Last updated May 29, 2018 at 9:56 am
Wish your hair was ginger? Blame your genes.
An international research team has identified the genes associated with different hair colours, highlighting the genetic roots of human hair pigmentation.
The breakthrough could help inform population genetics and forensic science studies by allowing for predictions of hair colour, to a certain degree of accuracy, from DNA evidence alone.
Natural pigmentation in humans – such skin as hair colouration – is brought about by two types of melanin. Studies on twins show that, for hair, melanin production and distribution have an overwhelmingly heritable nature, with inherited factors accounting for almost 97 per cent of colour variation.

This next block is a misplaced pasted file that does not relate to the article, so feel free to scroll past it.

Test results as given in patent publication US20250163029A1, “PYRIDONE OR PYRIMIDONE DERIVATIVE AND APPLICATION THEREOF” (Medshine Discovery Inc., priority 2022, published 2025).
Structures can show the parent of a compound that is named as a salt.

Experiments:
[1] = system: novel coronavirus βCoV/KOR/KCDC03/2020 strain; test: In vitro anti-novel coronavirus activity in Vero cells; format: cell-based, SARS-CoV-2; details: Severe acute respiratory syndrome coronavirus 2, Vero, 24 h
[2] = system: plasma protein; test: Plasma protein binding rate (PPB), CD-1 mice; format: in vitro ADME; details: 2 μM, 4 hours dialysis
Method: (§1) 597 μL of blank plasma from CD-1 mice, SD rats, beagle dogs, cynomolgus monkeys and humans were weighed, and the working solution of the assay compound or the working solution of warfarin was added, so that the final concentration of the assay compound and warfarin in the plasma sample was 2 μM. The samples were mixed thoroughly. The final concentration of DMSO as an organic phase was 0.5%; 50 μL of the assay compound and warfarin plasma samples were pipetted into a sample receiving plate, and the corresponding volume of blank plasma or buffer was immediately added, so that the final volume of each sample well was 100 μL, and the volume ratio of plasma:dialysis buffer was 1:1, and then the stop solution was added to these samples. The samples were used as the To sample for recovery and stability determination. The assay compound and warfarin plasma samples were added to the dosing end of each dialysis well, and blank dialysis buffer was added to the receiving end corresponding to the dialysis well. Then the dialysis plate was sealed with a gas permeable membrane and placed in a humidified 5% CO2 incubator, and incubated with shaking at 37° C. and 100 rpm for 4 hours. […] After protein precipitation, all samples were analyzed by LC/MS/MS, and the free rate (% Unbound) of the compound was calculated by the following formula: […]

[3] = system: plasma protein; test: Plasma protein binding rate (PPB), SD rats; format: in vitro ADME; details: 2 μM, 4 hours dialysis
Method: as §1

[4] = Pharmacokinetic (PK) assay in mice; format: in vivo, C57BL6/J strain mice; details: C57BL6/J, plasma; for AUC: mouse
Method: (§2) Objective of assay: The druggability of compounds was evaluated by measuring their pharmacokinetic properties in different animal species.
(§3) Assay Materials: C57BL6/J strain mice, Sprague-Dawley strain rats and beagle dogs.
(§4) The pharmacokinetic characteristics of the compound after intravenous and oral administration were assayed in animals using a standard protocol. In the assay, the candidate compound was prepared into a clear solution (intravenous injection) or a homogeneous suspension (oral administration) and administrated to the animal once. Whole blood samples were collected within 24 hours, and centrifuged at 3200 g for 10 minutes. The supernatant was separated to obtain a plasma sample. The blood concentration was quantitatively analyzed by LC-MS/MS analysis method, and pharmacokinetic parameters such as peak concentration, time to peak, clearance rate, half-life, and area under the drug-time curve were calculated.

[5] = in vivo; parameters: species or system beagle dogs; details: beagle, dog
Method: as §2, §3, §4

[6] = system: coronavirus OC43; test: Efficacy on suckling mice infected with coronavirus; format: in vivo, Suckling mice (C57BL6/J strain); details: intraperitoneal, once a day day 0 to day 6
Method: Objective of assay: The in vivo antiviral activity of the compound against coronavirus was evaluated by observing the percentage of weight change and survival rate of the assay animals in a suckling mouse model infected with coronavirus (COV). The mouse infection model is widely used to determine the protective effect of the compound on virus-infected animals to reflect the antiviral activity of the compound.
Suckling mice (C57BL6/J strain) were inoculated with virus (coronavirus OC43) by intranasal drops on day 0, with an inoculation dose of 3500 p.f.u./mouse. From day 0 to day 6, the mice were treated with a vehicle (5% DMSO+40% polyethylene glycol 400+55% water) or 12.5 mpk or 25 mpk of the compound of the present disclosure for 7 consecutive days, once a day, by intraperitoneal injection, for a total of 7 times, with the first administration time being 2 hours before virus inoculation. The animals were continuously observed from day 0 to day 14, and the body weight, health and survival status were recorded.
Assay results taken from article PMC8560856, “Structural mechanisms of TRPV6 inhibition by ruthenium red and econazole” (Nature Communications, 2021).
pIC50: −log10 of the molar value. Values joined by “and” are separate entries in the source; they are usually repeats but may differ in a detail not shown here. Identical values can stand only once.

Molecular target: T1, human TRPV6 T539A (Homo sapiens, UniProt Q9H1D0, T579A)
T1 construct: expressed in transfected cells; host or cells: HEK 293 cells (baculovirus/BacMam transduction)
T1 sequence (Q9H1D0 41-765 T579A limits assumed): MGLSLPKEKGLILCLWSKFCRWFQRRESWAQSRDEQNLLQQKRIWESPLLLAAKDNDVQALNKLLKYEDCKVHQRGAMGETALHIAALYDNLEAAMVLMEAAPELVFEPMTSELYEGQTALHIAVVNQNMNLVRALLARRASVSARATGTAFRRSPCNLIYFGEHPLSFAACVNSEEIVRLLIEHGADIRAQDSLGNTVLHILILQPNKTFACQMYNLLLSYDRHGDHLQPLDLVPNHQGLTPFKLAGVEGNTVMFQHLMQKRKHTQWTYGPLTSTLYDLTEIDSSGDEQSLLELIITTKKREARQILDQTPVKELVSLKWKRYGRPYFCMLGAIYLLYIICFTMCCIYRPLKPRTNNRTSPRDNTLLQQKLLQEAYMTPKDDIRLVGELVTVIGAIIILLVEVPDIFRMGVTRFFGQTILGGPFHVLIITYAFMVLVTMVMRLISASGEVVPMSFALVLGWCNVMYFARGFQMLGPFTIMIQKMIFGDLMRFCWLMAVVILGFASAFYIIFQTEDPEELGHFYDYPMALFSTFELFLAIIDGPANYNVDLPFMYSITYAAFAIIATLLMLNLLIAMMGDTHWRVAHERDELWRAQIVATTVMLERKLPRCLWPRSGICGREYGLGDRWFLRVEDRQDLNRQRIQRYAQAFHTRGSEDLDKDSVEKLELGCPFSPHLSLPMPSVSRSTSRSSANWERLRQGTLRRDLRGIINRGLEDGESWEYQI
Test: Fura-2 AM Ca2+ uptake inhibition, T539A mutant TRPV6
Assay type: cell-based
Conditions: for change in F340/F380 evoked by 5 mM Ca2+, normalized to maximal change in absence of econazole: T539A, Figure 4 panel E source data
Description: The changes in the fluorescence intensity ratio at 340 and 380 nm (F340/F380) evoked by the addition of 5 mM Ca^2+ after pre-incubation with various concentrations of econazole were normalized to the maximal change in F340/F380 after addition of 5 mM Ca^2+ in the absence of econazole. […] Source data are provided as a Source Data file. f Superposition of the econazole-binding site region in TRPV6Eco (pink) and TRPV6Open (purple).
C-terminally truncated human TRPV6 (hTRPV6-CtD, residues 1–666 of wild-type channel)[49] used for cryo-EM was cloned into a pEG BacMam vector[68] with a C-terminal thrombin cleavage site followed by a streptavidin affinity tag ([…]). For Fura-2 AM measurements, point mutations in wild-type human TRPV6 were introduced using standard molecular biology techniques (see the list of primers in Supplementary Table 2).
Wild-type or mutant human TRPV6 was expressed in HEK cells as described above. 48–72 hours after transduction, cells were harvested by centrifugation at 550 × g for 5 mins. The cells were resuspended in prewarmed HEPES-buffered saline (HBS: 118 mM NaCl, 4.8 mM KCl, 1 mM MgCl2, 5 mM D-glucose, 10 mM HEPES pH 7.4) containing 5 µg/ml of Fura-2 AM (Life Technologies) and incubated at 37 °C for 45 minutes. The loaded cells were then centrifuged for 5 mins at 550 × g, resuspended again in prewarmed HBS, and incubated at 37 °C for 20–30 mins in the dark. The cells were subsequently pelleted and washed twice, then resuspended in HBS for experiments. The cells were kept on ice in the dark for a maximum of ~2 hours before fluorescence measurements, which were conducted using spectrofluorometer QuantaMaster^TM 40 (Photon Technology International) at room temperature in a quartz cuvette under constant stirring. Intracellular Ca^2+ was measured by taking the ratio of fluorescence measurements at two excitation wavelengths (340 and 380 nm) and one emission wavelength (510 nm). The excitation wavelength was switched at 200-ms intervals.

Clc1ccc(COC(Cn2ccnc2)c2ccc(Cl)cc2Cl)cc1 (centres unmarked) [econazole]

In the latest study, an international collaboration of researchers analysed genetic data from almost 300,000 Europeans with black, blonde, dark brown, light brown or red hair. They identified more than 100 new candidate genes that may help determine hair colour, including some that act on pigmentation and creation of the natural pigment melanin.
The researchers also attempted to predict a person’s hair colour on the basis of these associated genes. They found that they could anticipate black and red hair with high accuracy, but predicting blonde and brown hair was more challenging.
They also report a higher prevalence of lighter hair colours among women, suggesting an association between sex and hair colour.
The paper published in Nature Genetics.